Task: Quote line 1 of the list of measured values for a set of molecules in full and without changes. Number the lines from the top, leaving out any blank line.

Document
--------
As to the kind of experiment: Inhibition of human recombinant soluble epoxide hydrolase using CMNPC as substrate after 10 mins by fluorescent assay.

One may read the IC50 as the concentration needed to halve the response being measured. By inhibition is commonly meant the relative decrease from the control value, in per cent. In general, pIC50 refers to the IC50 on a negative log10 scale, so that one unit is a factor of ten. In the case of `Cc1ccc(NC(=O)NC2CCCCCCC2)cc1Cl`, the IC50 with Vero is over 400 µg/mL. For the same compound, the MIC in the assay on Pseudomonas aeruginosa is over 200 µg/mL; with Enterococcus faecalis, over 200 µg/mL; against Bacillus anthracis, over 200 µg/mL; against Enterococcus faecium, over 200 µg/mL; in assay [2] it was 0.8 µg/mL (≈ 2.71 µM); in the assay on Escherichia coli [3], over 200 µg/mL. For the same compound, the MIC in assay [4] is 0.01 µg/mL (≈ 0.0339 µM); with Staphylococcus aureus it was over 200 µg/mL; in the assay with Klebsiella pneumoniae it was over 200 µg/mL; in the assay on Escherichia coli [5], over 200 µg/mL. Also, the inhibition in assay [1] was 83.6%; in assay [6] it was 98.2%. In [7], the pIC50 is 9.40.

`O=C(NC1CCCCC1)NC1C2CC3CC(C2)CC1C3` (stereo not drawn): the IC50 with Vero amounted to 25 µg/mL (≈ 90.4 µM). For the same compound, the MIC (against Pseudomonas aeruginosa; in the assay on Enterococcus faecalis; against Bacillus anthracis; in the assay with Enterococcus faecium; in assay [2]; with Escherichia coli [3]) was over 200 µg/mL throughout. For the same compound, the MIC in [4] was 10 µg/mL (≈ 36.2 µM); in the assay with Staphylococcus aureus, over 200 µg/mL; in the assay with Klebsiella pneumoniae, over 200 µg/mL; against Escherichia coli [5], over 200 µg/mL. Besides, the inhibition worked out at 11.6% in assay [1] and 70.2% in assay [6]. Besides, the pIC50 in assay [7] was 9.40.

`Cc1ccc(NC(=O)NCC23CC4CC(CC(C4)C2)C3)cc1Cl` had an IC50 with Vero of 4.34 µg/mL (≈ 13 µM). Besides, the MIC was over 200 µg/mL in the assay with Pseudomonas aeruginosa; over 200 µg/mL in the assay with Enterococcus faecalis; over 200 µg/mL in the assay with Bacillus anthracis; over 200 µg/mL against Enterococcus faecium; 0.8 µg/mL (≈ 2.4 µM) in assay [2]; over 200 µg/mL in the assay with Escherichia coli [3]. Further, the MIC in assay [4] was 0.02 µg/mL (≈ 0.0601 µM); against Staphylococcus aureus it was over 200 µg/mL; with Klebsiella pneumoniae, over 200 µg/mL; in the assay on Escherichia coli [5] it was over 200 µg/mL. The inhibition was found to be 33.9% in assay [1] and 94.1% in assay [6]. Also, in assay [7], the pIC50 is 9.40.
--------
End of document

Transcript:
As to the kind of experiment: Inhibition of human recombinant soluble epoxide hydrolase using CMNPC as substrate after 10 mins by fluorescent assay.